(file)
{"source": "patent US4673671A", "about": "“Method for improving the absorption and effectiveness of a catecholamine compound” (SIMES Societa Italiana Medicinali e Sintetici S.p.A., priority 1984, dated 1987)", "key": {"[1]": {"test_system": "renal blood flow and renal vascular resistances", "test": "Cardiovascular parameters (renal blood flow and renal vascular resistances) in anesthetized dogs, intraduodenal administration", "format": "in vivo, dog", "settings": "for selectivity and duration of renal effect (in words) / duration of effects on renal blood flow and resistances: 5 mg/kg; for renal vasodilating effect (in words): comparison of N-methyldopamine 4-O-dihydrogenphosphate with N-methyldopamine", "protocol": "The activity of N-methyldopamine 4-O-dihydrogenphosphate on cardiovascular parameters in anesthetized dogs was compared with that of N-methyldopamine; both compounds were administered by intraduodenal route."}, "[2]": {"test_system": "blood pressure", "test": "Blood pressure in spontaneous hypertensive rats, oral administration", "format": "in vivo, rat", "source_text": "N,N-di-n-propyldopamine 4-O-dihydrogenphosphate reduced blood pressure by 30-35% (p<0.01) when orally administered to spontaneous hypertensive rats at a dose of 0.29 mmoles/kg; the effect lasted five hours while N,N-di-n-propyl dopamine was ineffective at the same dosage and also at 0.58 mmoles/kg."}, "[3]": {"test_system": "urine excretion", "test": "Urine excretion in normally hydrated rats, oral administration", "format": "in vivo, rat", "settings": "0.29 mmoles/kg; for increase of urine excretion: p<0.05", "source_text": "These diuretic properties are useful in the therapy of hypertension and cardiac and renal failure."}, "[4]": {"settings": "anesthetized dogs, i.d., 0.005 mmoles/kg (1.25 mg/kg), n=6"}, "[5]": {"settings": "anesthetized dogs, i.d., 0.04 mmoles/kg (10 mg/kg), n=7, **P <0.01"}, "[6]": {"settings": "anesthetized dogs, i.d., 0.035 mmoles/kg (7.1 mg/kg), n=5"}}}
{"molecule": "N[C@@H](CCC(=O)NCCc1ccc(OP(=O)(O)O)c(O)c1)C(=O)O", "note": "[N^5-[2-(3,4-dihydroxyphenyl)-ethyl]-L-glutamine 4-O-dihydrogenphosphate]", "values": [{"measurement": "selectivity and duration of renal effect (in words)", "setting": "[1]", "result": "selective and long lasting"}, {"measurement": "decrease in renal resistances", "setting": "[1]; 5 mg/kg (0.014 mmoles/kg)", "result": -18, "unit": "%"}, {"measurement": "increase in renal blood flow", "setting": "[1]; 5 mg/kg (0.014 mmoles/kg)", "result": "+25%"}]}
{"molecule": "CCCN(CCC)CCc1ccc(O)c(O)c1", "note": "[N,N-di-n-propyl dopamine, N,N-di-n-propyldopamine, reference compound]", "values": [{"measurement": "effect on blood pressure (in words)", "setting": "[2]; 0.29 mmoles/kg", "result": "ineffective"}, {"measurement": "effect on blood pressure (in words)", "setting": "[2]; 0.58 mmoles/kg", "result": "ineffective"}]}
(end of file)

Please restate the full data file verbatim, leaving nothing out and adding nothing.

{"source": "patent US4673671A", "about": "“Method for improving the absorption and effectiveness of a catecholamine compound” (SIMES Societa Italiana Medicinali e Sintetici S.p.A., priority 1984, dated 1987)", "key": {"[1]": {"test_system": "renal blood flow and renal vascular resistances", "test": "Cardiovascular parameters (renal blood flow and renal vascular resistances) in anesthetized dogs, intraduodenal administration", "format": "in vivo, dog", "settings": "for selectivity and duration of renal effect (in words) / duration of effects on renal blood flow and resistances: 5 mg/kg; for renal vasodilating effect (in words): comparison of N-methyldopamine 4-O-dihydrogenphosphate with N-methyldopamine", "protocol": "The activity of N-methyldopamine 4-O-dihydrogenphosphate on cardiovascular parameters in anesthetized dogs was compared with that of N-methyldopamine; both compounds were administered by intraduodenal route."}, "[2]": {"test_system": "blood pressure", "test": "Blood pressure in spontaneous hypertensive rats, oral administration", "format": "in vivo, rat", "source_text": "N,N-di-n-propyldopamine 4-O-dihydrogenphosphate reduced blood pressure by 30-35% (p<0.01) when orally administered to spontaneous hypertensive rats at a dose of 0.29 mmoles/kg; the effect lasted five hours while N,N-di-n-propyl dopamine was ineffective at the same dosage and also at 0.58 mmoles/kg."}, "[3]": {"test_system": "urine excretion", "test": "Urine excretion in normally hydrated rats, oral administration", "format": "in vivo, rat", "settings": "0.29 mmoles/kg; for increase of urine excretion: p<0.05", "source_text": "These diuretic properties are useful in the therapy of hypertension and cardiac and renal failure."}, "[4]": {"settings": "anesthetized dogs, i.d., 0.005 mmoles/kg (1.25 mg/kg), n=6"}, "[5]": {"settings": "anesthetized dogs, i.d., 0.04 mmoles/kg (10 mg/kg), n=7, **P <0.01"}, "[6]": {"settings": "anesthetized dogs, i.d., 0.035 mmoles/kg (7.1 mg/kg), n=5"}}}
{"molecule": "N[C@@H](CCC(=O)NCCc1ccc(OP(=O)(O)O)c(O)c1)C(=O)O", "note": "[N^5-[2-(3,4-dihydroxyphenyl)-ethyl]-L-glutamine 4-O-dihydrogenphosphate]", "values": [{"measurement": "selectivity and duration of renal effect (in words)", "setting": "[1]", "result": "selective and long lasting"}, {"measurement": "decrease in renal resistances", "setting": "[1]; 5 mg/kg (0.014 mmoles/kg)", "result": -18, "unit": "%"}, {"measurement": "increase in renal blood flow", "setting": "[1]; 5 mg/kg (0.014 mmoles/kg)", "result": "+25%"}]}
{"molecule": "CCCN(CCC)CCc1ccc(O)c(O)c1", "note": "[N,N-di-n-propyl dopamine, N,N-di-n-propyldopamine, reference compound]", "values": [{"measurement": "effect on blood pressure (in words)", "setting": "[2]; 0.29 mmoles/kg", "result": "ineffective"}, {"measurement": "effect on blood pressure (in words)", "setting": "[2]; 0.58 mmoles/kg", "result": "ineffective"}]}